Instead of just preaching, Alexis Anderson works to offer programs and practical solutions for people who need it the most.
Anderson is the executive of director of PREACH, an organization committed to serving the needs of the community through basic life skills, computerization and commerce. PREACH stands for Presenting Resources Effectively Applying Christ-like Humbleness.
The organization has sponsored events from financial literacy classes to domestic violence workshops. One of its latest projects targeted women of all ages at the Diva Conference.
“The Diva Conference is an asset-building conference for women,” said Anderson, who is also a minister at St. Mary African Methodist Episcopal Church in Addis. “The purpose of it is a fun and inviting way to get women to look at things like homeownership opportunities, education opportunities, entrepreneurship opportunities and health opportunities.”
The conference was an effort to teach women to put more priority on themselves.
“Women typically put themselves last,” Anderson said. “They take care of their families. They take care of the men in their lives, but they don’t take care of themselves.”
The conference featured an assortment of presenters and companies to help women get the information not only to take care of themselves but to strive to acquire the education to help take care of themselves and their families financially.
Anderson said a recent report showed that on average black women have a net worth of $5.
“Not poor African-American women but African-American women as a whole, and I don’t have to discuss Louisiana’s statistics,” she said. “The whole point is to introduce to some women, encourage other women to move forward on actual asset building.”
Women had the opportunity to hear from lawyers about durable powers of attorney for health care, finance and living wills, especially when it comes to their children.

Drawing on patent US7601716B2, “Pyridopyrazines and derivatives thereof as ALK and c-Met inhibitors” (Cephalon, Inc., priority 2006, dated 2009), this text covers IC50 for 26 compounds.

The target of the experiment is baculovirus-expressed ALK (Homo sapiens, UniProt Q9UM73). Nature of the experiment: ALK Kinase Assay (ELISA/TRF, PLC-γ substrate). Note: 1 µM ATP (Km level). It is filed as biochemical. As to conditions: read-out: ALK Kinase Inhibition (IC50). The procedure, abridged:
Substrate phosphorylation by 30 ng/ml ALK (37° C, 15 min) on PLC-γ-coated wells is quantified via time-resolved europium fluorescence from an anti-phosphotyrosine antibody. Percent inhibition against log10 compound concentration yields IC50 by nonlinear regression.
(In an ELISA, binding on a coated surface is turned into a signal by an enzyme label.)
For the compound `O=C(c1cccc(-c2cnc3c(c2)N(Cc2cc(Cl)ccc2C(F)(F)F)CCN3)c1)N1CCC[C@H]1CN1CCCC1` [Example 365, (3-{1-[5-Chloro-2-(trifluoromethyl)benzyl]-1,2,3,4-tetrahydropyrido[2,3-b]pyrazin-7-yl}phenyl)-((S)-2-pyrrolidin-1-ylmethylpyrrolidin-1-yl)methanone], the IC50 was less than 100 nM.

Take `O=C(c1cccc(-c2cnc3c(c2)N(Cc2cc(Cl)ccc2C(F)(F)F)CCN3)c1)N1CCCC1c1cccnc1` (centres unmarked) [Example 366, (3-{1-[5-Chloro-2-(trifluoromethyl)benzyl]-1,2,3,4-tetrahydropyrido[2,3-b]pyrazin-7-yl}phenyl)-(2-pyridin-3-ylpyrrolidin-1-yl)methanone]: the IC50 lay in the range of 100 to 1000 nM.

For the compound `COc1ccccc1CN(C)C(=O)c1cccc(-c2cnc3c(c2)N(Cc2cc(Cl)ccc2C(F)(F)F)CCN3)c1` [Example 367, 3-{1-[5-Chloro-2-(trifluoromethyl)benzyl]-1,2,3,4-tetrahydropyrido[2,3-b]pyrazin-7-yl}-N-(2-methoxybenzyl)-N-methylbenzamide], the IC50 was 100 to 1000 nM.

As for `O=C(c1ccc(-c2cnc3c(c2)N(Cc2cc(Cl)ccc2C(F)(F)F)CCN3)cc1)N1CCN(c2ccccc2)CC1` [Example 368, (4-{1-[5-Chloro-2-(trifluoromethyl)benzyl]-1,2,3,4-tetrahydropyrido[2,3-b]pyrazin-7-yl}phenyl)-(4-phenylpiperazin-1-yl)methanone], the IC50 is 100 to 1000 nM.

“The purpose of that is so many single women don’t realize that even if you don’t ‘have money,’ you need to have legacy protection for your children.”
Women also were reminded that school isn’t just for the children. They are provided information on financial aid and other options.
“We’ve got to start empowering them to think about going to school, not at just 18 but at 30, 40 and 50,” Anderson said. “That’s a big part of this, to sort of change their mind-set.”
Education is more and more a factor because women are finding themselves having to work longer in their lives.
“Lots of women are in a position to where if Congress gets its way, they’re not going to stop working,” Anderson said. “The day of the retirement age is over. “
The event did offer opportunities for women to have fun, play games and “be pampered.” It also gave women a chance to find some encouragement through the lives and words of others, Anderson said.
“This is not an event to tell you you’re too dumb to do something,” Anderson said. “It’s an event to say that I love you. … Women who come through this thing will have somebody who will hold their hand — whether they’re looking to change a career, looking to start a business, looking to get through a hard crisis.”
Anderson said PREACH’s next event will be the Capital Area High School Education Options Fair on Sept. 30. The fair is for high school sophomores and juniors to examine post-high school options.
Terry Robinson is a copy editor for The Advocate. He can be reached at (225) 388-0238 or email firstname.lastname@example.org.